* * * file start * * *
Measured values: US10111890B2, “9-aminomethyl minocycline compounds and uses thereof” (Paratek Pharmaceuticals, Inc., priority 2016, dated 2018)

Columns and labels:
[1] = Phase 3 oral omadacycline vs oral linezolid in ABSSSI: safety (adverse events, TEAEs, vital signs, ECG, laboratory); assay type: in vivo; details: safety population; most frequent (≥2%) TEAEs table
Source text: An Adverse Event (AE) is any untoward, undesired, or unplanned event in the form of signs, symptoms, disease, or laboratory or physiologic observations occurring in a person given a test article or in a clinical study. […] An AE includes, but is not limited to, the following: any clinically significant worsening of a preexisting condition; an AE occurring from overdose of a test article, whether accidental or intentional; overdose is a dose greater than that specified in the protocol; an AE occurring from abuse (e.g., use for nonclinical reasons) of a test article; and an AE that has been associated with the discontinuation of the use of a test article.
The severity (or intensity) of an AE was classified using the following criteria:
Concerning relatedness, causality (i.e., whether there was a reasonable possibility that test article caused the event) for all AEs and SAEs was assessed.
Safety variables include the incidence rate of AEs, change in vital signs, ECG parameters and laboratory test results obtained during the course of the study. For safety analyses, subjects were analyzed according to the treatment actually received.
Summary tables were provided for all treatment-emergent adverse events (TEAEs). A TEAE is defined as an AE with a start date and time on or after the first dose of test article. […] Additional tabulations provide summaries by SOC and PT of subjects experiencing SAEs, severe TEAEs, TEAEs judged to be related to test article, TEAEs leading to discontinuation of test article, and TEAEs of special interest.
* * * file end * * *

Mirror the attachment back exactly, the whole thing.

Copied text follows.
Measured values: US10111890B2, “9-aminomethyl minocycline compounds and uses thereof” (Paratek Pharmaceuticals, Inc., priority 2016, dated 2018)

Columns and labels:
[1] = Phase 3 oral omadacycline vs oral linezolid in ABSSSI: safety (adverse events, TEAEs, vital signs, ECG, laboratory); assay type: in vivo; details: safety population; most frequent (≥2%) TEAEs table
Source text: An Adverse Event (AE) is any untoward, undesired, or unplanned event in the form of signs, symptoms, disease, or laboratory or physiologic observations occurring in a person given a test article or in a clinical study. […] An AE includes, but is not limited to, the following: any clinically significant worsening of a preexisting condition; an AE occurring from overdose of a test article, whether accidental or intentional; overdose is a dose greater than that specified in the protocol; an AE occurring from abuse (e.g., use for nonclinical reasons) of a test article; and an AE that has been associated with the discontinuation of the use of a test article.
The severity (or intensity) of an AE was classified using the following criteria:
Concerning relatedness, causality (i.e., whether there was a reasonable possibility that test article caused the event) for all AEs and SAEs was assessed.
Safety variables include the incidence rate of AEs, change in vital signs, ECG parameters and laboratory test results obtained during the course of the study. For safety analyses, subjects were analyzed according to the treatment actually received.
Summary tables were provided for all treatment-emergent adverse events (TEAEs). A TEAE is defined as an AE with a start date and time on or after the first dose of test article. […] Additional tabulations provide summaries by SOC and PT of subjects experiencing SAEs, severe TEAEs, TEAEs judged to be related to test article, TEAEs leading to discontinuation of test article, and TEAEs of special interest.